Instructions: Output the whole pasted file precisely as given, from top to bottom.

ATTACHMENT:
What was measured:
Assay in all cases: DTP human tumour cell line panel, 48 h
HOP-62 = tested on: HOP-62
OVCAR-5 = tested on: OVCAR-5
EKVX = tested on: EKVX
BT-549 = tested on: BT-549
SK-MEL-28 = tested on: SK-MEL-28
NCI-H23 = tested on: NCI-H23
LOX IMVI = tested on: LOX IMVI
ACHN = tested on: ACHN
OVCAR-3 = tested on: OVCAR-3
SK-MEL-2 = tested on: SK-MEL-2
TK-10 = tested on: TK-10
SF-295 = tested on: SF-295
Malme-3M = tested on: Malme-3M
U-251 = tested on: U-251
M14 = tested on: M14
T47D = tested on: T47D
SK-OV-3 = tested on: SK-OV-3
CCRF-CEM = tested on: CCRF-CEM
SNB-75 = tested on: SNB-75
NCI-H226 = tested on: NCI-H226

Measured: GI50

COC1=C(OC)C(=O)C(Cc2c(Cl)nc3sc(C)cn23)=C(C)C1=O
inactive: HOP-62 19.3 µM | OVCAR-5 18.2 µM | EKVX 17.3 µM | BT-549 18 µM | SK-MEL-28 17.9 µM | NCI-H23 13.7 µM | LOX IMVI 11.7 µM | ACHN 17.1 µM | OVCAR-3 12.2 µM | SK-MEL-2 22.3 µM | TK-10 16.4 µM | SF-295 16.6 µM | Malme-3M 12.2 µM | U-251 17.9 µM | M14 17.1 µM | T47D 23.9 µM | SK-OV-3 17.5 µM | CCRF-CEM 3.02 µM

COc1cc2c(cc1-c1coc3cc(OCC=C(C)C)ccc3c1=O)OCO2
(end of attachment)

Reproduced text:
What was measured:
Assay in all cases: DTP human tumour cell line panel, 48 h
HOP-62 = tested on: HOP-62
OVCAR-5 = tested on: OVCAR-5
EKVX = tested on: EKVX
BT-549 = tested on: BT-549
SK-MEL-28 = tested on: SK-MEL-28
NCI-H23 = tested on: NCI-H23
LOX IMVI = tested on: LOX IMVI
ACHN = tested on: ACHN
OVCAR-3 = tested on: OVCAR-3
SK-MEL-2 = tested on: SK-MEL-2
TK-10 = tested on: TK-10
SF-295 = tested on: SF-295
Malme-3M = tested on: Malme-3M
U-251 = tested on: U-251
M14 = tested on: M14
T47D = tested on: T47D
SK-OV-3 = tested on: SK-OV-3
CCRF-CEM = tested on: CCRF-CEM
SNB-75 = tested on: SNB-75
NCI-H226 = tested on: NCI-H226

Measured: GI50

COC1=C(OC)C(=O)C(Cc2c(Cl)nc3sc(C)cn23)=C(C)C1=O
inactive: HOP-62 19.3 µM | OVCAR-5 18.2 µM | EKVX 17.3 µM | BT-549 18 µM | SK-MEL-28 17.9 µM | NCI-H23 13.7 µM | LOX IMVI 11.7 µM | ACHN 17.1 µM | OVCAR-3 12.2 µM | SK-MEL-2 22.3 µM | TK-10 16.4 µM | SF-295 16.6 µM | Malme-3M 12.2 µM | U-251 17.9 µM | M14 17.1 µM | T47D 23.9 µM | SK-OV-3 17.5 µM | CCRF-CEM 3.02 µM

COc1cc2c(cc1-c1coc3cc(OCC=C(C)C)ccc3c1=O)OCO2